Windows of ‘8 cars in a row’ smashed at San Francisco parking garage


Basil Yaqub of Fremont, Calif., visited San Francisco on Saturday with his family to celebrate the purchase of a new car.

After dinner at a restaurant, Yaqub said he parked at the city-owned Union Square garage to allow the children to run around in the square. This was the first trip his family had made to Union Square since before the pandemic, and his kids were excited.

When Yaqub returned to the garage with his wife and children, he found three windows smashed on the new Maserati that he had purchased only the day before. The broken windows chipped the paint, and he said repairs will cost in the $20,000 range. The children’s Switch that was hidden in the trunk was stolen.

“It was really a horrific experience,” he told SFGATE. “I’ve lived here for 22 years and I’ve been going to S.F. for years. I love it, but then this.”

A family friend drove into the city with them and windows on his Lamborghini were also smashed. 

Windows were smashed on cars at a Union Square parking garage in San Francisco on June 5, 2021.

Basil Yaqub/Courtesy

“There were eights cars in a row with smashed windows,” Yaqub said. “Our two cars and six others. It was a nice car. It’s the first time in our lives we’ve spent money on a nice car. I wouldn’t be this sad if it was a regular car. I guess it’s part of life.”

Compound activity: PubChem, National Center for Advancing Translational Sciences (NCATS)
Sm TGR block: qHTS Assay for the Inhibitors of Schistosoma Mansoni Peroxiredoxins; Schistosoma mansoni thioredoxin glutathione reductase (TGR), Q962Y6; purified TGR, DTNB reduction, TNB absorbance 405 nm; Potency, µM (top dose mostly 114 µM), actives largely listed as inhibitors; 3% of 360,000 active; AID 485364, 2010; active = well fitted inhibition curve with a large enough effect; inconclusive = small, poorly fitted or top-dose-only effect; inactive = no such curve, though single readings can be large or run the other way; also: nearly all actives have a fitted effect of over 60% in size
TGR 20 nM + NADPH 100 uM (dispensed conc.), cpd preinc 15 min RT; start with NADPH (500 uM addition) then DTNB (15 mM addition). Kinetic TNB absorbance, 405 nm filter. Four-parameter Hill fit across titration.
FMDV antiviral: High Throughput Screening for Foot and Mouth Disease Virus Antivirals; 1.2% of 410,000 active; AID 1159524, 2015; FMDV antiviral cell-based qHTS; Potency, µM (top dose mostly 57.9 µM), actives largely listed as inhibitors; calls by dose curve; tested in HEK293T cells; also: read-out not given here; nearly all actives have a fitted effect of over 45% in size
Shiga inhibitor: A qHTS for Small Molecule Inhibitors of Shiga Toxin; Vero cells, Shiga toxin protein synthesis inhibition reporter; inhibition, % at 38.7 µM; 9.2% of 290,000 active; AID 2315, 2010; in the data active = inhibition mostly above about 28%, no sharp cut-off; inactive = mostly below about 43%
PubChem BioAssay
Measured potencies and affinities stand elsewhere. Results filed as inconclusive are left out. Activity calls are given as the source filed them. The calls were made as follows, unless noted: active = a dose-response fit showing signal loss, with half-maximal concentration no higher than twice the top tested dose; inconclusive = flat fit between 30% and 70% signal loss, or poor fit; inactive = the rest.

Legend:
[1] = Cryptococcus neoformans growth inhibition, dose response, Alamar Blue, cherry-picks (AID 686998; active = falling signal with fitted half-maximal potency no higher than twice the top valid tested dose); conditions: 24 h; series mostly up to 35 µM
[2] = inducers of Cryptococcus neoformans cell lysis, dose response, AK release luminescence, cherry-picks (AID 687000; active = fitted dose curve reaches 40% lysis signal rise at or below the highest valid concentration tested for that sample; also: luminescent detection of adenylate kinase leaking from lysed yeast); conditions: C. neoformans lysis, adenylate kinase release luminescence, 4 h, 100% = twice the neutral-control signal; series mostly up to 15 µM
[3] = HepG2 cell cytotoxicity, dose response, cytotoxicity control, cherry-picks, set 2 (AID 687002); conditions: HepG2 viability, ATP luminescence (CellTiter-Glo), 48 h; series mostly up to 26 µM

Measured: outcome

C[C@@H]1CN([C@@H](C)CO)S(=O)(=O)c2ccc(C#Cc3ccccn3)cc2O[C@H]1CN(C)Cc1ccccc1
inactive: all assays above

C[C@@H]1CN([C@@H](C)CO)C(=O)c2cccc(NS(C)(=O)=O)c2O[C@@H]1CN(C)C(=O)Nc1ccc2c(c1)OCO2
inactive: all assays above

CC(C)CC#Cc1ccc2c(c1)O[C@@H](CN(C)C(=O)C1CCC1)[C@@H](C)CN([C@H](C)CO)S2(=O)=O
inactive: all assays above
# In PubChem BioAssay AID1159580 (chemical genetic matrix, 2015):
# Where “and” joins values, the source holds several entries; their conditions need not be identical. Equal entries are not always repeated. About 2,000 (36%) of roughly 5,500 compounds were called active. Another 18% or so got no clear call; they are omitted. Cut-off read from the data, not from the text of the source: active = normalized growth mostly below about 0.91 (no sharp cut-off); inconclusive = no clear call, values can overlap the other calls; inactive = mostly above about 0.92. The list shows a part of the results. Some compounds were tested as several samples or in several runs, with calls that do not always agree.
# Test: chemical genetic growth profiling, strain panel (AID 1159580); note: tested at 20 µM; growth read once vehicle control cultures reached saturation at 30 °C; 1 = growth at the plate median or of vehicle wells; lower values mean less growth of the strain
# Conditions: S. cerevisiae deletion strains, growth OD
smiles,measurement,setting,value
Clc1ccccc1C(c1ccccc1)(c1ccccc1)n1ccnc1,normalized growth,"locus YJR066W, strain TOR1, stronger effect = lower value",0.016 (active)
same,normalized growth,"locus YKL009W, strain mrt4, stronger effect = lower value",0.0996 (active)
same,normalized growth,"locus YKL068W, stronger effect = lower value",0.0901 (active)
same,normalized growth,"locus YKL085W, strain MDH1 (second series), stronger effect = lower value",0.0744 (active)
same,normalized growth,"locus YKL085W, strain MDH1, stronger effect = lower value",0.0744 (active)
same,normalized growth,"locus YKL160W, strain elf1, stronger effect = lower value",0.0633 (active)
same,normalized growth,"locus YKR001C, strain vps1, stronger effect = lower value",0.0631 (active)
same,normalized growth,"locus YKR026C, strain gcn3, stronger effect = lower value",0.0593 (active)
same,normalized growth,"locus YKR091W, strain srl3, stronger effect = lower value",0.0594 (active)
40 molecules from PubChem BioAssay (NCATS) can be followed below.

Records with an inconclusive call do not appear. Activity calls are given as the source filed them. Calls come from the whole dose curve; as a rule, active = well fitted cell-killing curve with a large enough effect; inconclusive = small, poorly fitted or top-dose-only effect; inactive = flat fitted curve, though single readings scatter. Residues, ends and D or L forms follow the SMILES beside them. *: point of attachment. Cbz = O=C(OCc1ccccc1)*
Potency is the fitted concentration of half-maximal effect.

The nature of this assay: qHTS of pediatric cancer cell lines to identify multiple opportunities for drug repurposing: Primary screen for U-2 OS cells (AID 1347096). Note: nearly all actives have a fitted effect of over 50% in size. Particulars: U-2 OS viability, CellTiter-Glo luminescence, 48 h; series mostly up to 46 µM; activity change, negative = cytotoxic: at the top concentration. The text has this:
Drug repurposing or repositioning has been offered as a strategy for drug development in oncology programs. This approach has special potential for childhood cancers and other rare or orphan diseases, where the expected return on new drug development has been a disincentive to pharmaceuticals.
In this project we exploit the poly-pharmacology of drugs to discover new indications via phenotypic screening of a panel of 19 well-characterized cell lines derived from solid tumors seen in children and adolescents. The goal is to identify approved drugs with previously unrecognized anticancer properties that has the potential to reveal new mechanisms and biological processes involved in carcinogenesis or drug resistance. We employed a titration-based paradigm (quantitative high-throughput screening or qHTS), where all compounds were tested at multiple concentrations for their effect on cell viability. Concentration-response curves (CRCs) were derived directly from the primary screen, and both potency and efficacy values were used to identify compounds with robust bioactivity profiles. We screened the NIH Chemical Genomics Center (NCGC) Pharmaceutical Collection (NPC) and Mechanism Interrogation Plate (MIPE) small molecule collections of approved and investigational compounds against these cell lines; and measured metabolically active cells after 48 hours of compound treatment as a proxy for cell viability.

Yaqub put his family in an Uber home and drove in his car strewn with shattered glass.

Smashed car windows are a familiar scene in San Francisco, and KGO, which was the first to report this story, pointed out Yaqub represents “one of 6,911 other auto burglary cases reported across the city this year, which is only a one-percent decrease from this time last year.”

The city operates 22 parking garages. The San Francisco Municipal Transit Agency confirmed security is reduced as utilization is at only 40% of pre-pandemic levels. 

“Out of necessity, we needed to prioritize the staff that provide the most wide-ranging services to our garages,” SFMTA said in a statement. “Security isn’t being replaced, but currently the responsibility has shifted to other staff who maintain our parking facilities. We are focused on tracking the metrics of vehicle break-ins on a daily and weekly basis, and have the ability to bring additional security back on a one-day notice if warranted. It is important to note that our parking operators’ security subcontracts are not terminated, but rather on hold. Vehicle break-ins at city-owned garages remain low.”

SFMTA said the city-owned garages are safer than ever with new lighting, way-finding signs, audible alarms, cameras, gate arms and payment machines with two-way digital intercoms. 

“Additionally, behind the scenes is an all-new parking management system and 24/7 command center, connected to every machine,” SFMTA said.

The San Francisco Police Department wasn’t immediately available for comment.

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